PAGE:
Its surface and shores are 430.5 metres (1,412 ft) below sea level,[4][8] Earth’s lowest elevation on land. It is 304 m (997 ft) deep, the deepest hypersaline lake in the world. With a salinity of 342 g/kg, or 34.2% (in 2011), it is one of the world’s saltiest bodies of water[9] – 9.6 times as salty as the ocean – and has a density of 1.24 kg/litre, which makes swimming similar to floating.[10][11] This salinity makes for a harsh environment in which plants and animals cannot flourish, hence its name. The Dead Sea’s main, northern basin is 50 kilometres (31 mi) long and 15 kilometres (9 mi) wide at its widest point.[1]

The Dead Sea has attracted visitors from around the Mediterranean Basin for thousands of years. It was one of the world’s first health resorts (for Herod the Great), and it has been the supplier of a wide variety of products, from asphalt for Egyptian mummification to potash for fertilisers.

The Dead Sea is receding at a swift rate; its surface area today is 605 km2 (234 sq mi), having been 1,050 km2 (410 sq mi) in 1930. The recession of the Dead Sea has begun causing problems, and multiple canals and pipelines proposals exist to reduce its recession. One of these proposals is the Red Sea–Dead Sea Water Conveyance project, carried out by Jordan, which will provide water to neighbouring countries, while the brine will be carried to the Dead Sea to help stabilise its water level. The first phase of the project is scheduled to begin in 2018 and be completed in 2021.[12]

Etymology and toponymy

In Hebrew, the Dead Sea is About this soundYām ha-Melaḥ  (ים המלח), meaning “sea of salt” (Genesis 14:3). The Bible uses this term alongside two others: the Sea of the Arabah (Yām ha-‘Ărāvâ ים הערבה), and the Eastern Sea (ha-Yām ha-kadmoni הים הקדמוני). The designation “Dead Sea” never appears in the Bible. In prose sometimes the term Yām ha-Māvet (ים המוות, “sea of death”) is used, due to the scarcity of aquatic life there.[13]

In Arabic, the Dead Sea is called About this soundal-Bahr al-Mayyit [5] (“the Dead Sea”), or less commonly baḥrᵘ lūṭᵃ (بحر لوط, “the Sea of Lot“). Another historic name in Arabic was the “Sea of Zoʼar“, after a nearby town in biblical times. The Greeks called it Lake Asphaltites (Attic Greek ἡ Θάλαττα ἀσφαλτῖτηςhē Thálatta asphaltĩtēs, “the Asphaltite[14] sea”).

Geography

Satellite photograph showing the location of the Dead Sea east of the Mediterranean Sea

The Dead Sea is an endorheic lake located in the Jordan Rift Valley, a geographic feature formed by the Dead Sea Transform (DST). This left lateral-moving transform fault lies along the tectonic plate boundary between the African Plate and the Arabian Plate. It runs between the East Anatolian Fault zone in Turkey and the northern end of the Red Sea Rift offshore of the southern tip of Sinai. It is here that the Upper Jordan River/Sea of Galilee/Lower Jordan River water system comes to an end.

The Jordan River is the only major water source flowing into the Dead Sea, although there are small perennial springs under and around the Dead Sea, forming pools and quicksand pits along the edges.[15] There are no outlet streams.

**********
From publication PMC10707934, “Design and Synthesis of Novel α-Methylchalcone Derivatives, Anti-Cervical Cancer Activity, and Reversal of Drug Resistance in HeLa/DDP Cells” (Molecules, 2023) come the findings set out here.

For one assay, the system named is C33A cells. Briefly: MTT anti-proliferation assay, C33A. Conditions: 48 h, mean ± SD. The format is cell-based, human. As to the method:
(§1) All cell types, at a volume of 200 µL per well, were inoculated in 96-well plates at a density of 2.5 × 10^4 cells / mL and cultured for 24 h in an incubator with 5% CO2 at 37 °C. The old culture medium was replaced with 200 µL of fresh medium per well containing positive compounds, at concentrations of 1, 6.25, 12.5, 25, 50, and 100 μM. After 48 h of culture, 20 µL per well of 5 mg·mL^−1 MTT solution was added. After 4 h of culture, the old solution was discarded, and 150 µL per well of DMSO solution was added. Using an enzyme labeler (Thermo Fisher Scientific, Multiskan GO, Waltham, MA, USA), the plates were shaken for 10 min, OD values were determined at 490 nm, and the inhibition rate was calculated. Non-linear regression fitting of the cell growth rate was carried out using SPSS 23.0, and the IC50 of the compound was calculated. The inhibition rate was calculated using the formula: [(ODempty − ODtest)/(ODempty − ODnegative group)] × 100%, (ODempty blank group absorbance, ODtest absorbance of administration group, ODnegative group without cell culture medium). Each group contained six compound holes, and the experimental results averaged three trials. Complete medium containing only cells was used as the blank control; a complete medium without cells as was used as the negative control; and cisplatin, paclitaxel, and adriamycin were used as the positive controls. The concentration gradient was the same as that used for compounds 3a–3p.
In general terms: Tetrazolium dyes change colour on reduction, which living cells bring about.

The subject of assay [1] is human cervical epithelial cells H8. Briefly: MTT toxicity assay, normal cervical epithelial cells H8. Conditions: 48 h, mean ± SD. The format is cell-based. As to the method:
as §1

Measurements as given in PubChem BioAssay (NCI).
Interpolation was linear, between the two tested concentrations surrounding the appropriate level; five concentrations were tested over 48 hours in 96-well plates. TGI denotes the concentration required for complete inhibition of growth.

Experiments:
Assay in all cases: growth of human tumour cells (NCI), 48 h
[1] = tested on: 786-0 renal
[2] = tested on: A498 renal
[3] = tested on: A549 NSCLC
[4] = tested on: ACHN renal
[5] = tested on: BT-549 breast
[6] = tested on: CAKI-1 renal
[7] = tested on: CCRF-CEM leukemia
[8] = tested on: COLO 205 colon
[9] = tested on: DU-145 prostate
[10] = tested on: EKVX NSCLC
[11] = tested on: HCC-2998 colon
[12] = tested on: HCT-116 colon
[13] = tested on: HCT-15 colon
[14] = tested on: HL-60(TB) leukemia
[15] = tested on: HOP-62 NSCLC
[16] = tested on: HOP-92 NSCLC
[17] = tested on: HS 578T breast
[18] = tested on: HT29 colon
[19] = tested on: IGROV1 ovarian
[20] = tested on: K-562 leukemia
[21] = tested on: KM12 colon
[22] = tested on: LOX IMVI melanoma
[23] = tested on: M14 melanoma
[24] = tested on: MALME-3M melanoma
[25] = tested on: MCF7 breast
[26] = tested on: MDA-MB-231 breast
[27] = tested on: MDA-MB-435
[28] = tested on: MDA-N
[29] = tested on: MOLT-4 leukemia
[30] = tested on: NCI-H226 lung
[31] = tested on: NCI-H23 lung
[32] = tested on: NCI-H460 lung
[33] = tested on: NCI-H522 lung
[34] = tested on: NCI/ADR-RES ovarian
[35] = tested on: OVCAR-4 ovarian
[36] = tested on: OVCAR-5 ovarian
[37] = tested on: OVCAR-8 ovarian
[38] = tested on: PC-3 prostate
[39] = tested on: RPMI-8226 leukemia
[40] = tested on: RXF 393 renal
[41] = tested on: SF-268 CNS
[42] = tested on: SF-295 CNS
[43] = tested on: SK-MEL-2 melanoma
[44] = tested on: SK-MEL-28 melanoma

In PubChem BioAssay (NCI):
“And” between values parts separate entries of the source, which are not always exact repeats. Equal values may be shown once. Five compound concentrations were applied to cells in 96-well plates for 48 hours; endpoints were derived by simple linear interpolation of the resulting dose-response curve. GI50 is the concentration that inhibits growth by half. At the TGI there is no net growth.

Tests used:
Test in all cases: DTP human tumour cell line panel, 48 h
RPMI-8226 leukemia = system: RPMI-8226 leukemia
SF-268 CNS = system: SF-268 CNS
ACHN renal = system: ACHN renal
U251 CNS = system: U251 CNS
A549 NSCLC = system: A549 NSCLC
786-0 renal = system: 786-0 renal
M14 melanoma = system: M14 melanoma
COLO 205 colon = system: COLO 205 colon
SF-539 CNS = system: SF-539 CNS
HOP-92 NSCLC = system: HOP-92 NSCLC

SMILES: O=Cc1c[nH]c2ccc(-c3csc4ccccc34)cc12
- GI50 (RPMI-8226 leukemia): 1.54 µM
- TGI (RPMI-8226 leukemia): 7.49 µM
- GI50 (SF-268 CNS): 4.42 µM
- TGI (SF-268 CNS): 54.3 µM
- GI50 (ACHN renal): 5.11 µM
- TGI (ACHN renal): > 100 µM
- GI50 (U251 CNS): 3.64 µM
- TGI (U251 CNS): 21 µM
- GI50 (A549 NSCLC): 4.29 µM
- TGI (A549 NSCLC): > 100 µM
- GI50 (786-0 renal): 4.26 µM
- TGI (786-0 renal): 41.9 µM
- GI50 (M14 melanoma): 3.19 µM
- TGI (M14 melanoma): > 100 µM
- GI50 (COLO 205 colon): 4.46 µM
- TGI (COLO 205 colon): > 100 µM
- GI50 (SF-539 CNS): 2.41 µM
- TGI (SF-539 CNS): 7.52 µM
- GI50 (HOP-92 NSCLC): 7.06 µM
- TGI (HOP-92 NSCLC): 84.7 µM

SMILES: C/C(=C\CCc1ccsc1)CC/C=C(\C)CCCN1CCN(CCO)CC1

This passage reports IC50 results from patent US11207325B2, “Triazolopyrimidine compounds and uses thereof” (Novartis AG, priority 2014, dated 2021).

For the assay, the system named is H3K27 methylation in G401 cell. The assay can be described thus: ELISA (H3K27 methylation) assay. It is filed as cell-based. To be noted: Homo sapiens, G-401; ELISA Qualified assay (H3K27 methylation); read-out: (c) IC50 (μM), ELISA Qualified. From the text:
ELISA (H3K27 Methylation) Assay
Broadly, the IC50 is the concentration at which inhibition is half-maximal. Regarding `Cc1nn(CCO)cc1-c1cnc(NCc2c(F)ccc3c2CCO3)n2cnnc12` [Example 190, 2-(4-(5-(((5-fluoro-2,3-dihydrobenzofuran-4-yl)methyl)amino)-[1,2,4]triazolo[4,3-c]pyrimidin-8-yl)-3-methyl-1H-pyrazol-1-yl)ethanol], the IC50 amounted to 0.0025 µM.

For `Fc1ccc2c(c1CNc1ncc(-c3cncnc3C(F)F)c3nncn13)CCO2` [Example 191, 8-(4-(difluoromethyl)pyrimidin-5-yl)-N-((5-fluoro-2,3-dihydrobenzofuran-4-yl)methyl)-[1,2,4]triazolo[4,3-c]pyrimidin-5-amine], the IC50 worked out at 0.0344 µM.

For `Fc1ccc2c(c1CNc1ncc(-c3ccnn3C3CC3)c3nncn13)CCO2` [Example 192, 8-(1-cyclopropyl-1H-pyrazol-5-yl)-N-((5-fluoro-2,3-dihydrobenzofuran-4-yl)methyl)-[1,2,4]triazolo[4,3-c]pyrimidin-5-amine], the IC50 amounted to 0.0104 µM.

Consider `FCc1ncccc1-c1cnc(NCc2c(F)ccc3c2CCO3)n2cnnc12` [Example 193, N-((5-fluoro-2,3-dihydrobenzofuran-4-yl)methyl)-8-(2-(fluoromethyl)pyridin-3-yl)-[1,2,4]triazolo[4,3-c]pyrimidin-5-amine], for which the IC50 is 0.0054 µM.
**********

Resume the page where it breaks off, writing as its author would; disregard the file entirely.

The Mujib River, biblical Arnon, is one of the larger water sources of the Dead Sea other than the Jordan.[16] The Wadi Mujib valley, 420 m below the sea level in the southern part of the Jordan valley, is a biosphere reserve, with an area of 212 km2 (82 sq mi).[17] Other more substantial sources are Wadi Darajeh (Arabic)/Nahal Dragot (Hebrew), and Nahal Arugot.[16] Wadi Hasa (biblical Zered) is another wadi flowing into the Dead Sea.

Rainfall is scarcely 100 mm (4 in) per year in the northern part of the Dead Sea and barely 50 mm (2 in) in the southern part.[18] The Dead Sea zone’s aridity is due to the rainshadow effect of the Judaean Mountains. The highlands east of the Dead Sea receive more rainfall than the Dead Sea itself.

To the west of the Dead Sea, the Judaean mountains rise less steeply and are much lower than the mountains to the east. Along the southwestern side of the lake is a 210 m (700 ft) tall Halite mineral formation called Mount Sodom.

Geology

The Jordanian shore of the Dead Sea, showing salt deposits left behind by falling water levels.

Formation theories

There are two contending hypotheses about the origin of the low elevation of the Dead Sea. The older hypothesis is that the Dead Sea lies in a true rift zone, an extension of the Red Sea Rift, or even of the Great Rift Valley of eastern Africa. A more recent hypothesis is that the Dead Sea basin is a consequence of a “step-over” discontinuity along the Dead Sea Transform, creating an extension of the crust with consequent subsidence.

Sedom Lagoon

During the late Pliocene-early Pleistocene[19], around 3.7 million years ago,[citation needed] what is now the valley of the Jordan River, Dead Sea, and the northern Wadi Arabah was repeatedly inundated by waters from the Mediterranean Sea.[19] The waters formed in a narrow, crooked bay that is called by geologists the Sedom Lagoon, which was connected to the sea through what is now the Jezreel Valley.[citation needed] The floods of the valley came and went depending on long-scale changes in the tectonic and climatic conditions.[19]